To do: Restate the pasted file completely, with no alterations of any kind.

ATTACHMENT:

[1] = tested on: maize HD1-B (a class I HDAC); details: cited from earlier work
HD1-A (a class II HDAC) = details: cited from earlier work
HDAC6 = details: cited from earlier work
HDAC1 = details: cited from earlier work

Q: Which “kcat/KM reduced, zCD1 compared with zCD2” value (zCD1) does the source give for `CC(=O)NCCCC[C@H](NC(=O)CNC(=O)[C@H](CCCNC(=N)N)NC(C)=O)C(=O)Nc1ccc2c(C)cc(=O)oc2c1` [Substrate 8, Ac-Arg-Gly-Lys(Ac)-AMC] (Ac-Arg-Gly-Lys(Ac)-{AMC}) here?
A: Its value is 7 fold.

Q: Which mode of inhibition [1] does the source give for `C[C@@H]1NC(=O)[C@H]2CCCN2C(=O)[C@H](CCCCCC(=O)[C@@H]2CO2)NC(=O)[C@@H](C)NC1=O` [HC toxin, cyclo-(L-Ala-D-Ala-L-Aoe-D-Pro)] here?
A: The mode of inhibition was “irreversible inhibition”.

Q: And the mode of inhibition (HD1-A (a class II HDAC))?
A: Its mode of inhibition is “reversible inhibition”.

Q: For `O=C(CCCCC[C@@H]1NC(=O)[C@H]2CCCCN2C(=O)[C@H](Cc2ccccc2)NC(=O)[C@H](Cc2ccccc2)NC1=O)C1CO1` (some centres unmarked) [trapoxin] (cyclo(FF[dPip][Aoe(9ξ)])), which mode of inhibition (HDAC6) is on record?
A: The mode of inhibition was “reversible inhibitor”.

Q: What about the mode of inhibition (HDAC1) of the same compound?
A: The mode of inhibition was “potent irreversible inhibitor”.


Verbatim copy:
[1] = tested on: maize HD1-B (a class I HDAC); details: cited from earlier work
HD1-A (a class II HDAC) = details: cited from earlier work
HDAC6 = details: cited from earlier work
HDAC1 = details: cited from earlier work

Q: Which “kcat/KM reduced, zCD1 compared with zCD2” value (zCD1) does the source give for `CC(=O)NCCCC[C@H](NC(=O)CNC(=O)[C@H](CCCNC(=N)N)NC(C)=O)C(=O)Nc1ccc2c(C)cc(=O)oc2c1` [Substrate 8, Ac-Arg-Gly-Lys(Ac)-AMC] (Ac-Arg-Gly-Lys(Ac)-{AMC}) here?
A: Its value is 7 fold.

Q: Which mode of inhibition [1] does the source give for `C[C@@H]1NC(=O)[C@H]2CCCN2C(=O)[C@H](CCCCCC(=O)[C@@H]2CO2)NC(=O)[C@@H](C)NC1=O` [HC toxin, cyclo-(L-Ala-D-Ala-L-Aoe-D-Pro)] here?
A: The mode of inhibition was “irreversible inhibition”.

Q: And the mode of inhibition (HD1-A (a class II HDAC))?
A: Its mode of inhibition is “reversible inhibition”.

Q: For `O=C(CCCCC[C@@H]1NC(=O)[C@H]2CCCCN2C(=O)[C@H](Cc2ccccc2)NC(=O)[C@H](Cc2ccccc2)NC1=O)C1CO1` (some centres unmarked) [trapoxin] (cyclo(FF[dPip][Aoe(9ξ)])), which mode of inhibition (HDAC6) is on record?
A: The mode of inhibition was “reversible inhibitor”.

Q: What about the mode of inhibition (HDAC1) of the same compound?
A: The mode of inhibition was “potent irreversible inhibitor”.